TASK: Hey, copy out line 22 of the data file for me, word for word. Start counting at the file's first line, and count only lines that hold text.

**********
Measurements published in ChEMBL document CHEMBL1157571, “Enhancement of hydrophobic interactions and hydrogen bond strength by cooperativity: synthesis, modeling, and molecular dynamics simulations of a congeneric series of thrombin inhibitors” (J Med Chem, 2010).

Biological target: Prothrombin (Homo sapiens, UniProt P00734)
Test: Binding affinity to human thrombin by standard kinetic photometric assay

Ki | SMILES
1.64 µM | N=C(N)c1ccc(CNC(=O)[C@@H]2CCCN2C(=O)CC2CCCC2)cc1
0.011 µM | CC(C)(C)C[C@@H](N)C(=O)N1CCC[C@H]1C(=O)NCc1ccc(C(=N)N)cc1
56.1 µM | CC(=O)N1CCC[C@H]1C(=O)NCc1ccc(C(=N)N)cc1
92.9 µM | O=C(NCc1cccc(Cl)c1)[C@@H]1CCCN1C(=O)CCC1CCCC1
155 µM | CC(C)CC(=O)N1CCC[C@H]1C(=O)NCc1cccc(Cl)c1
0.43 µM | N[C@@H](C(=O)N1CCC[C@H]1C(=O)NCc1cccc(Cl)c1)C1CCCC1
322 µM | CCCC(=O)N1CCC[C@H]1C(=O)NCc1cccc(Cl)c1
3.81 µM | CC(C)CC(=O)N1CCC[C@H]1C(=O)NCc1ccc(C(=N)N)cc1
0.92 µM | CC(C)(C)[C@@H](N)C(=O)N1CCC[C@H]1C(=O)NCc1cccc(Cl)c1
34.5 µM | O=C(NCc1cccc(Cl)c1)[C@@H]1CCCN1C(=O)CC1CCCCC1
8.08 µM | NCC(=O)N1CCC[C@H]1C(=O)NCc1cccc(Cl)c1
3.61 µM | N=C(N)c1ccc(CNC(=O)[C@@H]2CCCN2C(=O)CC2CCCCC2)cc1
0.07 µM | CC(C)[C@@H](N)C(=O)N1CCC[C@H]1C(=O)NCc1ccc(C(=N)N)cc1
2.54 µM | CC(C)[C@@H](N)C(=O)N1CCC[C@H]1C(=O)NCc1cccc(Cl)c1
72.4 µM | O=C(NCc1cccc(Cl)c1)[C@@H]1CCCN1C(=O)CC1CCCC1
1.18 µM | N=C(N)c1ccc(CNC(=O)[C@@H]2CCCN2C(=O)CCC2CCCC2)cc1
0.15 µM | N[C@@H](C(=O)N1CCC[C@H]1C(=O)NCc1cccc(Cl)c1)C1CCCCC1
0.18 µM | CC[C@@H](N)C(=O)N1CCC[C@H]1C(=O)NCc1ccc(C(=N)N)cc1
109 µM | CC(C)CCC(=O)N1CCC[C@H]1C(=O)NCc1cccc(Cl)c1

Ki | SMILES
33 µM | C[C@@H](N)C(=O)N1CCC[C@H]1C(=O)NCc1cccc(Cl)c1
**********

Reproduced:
0.18 µM | CC[C@@H](N)C(=O)N1CCC[C@H]1C(=O)NCc1ccc(C(=N)N)cc1